Trump spokesman goes off on 'desperate' Mike Pence over report that he may challenge Trump in 2024
Vice President Mike Pence. Image via Shutterstock.

Donald Trump's spokesperson, Taylor Budowich, lashed out at former Vice President Mike Pence for backing a number of non-MAGA Republicans in this year's primaries ahead of a potential 2024 presidential bid, calling him "desperate to chase his lost relevance."

"Mike Pence was set to lose a governor's race in 2016 before he was plucked up and his political career was salvaged," Budowich told The New York Times. "Now, desperate to chase his lost relevance, Pence is parachuting into races, hoping someone is paying attention. The reality is, President Trump is already 82-3 with his endorsements, and there's nothing stopping him from saving America in 2022 and beyond."

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Budowich's remarks come amid a growing rift between Trump and Pence, who the former president castigated back in January 2021 for not going along with a plan to overturn his 2020 election loss.

In recent months, that rift has grown wider in light of the former vice president's support of Georgia Gov. Brian Kemp, who likewise resisted Trump's pressure to reverse the last presidential election. Kemp is currently facing a gubernatorial primary challenge from the former Sen. David Perdue, R-Ga., who the former president recruited into the race.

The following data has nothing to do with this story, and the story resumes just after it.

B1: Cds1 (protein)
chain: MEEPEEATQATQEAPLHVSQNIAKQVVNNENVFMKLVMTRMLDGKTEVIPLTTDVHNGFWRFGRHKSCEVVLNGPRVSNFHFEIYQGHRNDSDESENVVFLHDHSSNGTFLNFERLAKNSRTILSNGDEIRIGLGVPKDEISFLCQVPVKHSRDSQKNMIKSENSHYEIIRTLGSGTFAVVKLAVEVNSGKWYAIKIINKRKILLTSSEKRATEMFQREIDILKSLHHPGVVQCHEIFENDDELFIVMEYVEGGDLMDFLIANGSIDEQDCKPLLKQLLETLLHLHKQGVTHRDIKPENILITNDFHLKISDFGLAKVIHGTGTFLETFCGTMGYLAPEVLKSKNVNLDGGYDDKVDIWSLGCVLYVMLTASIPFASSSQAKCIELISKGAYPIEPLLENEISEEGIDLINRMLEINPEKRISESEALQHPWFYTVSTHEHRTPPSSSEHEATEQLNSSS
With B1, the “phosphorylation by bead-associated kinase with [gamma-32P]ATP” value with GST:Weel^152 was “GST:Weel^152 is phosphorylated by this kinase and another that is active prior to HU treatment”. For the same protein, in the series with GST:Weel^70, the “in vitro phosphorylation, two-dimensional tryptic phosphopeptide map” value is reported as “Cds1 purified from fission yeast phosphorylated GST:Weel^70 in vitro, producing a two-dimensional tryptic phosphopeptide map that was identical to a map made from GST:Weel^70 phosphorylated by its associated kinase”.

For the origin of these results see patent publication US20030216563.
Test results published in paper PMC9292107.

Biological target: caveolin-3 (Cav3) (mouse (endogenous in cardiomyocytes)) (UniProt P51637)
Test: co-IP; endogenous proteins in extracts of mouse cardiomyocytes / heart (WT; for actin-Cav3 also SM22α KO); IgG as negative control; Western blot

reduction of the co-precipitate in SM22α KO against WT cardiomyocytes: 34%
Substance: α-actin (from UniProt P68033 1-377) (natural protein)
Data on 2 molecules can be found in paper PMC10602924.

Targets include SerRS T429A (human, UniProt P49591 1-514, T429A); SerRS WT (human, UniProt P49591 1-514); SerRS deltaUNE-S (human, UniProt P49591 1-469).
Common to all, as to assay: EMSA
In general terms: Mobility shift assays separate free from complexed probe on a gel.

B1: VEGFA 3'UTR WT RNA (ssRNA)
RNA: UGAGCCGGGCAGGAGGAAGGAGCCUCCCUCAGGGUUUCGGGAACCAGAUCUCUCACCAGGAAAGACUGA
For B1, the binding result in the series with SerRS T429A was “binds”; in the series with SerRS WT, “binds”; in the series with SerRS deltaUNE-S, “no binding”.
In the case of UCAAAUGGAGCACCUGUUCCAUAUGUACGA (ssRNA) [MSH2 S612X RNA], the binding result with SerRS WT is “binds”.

Earlier this month, outlets reported that Pence would campaign with Kemp, a joint effort that's set to officially commence on Monday, according to the Times.

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"Brian Kemp is one of the most successful conservative governors in America," Pence said back in May. "Brian Kemp is my friend, a man dedicated to faith, family and the people of Georgia. I am proud to offer my full support for four more years of Brian Kemp as governor of the great state of Georgia!"

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Pence's name has also been floated in the national conversation about potential presidential contenders in 2024. On Monday, the former vice president left open the door to jumping into the race even if Trump runs as well.

"We'll go where we're called," Pence said, suggesting that he would act on God's will. "That's the way Karen and I have always approached these things."

Pence also told the Times that people have expressed gratitude over his unwillingness to overturn the 2020 election.

"I have been very moved traveling around the country how much people have made a point to express appreciation, it has been very humbling to me," he said, adding that he spent "five years in a foxhole" while working for the Trump administration.

Most Americans believe that the former vice president had no right to alter the results of the election, according to a poll from February.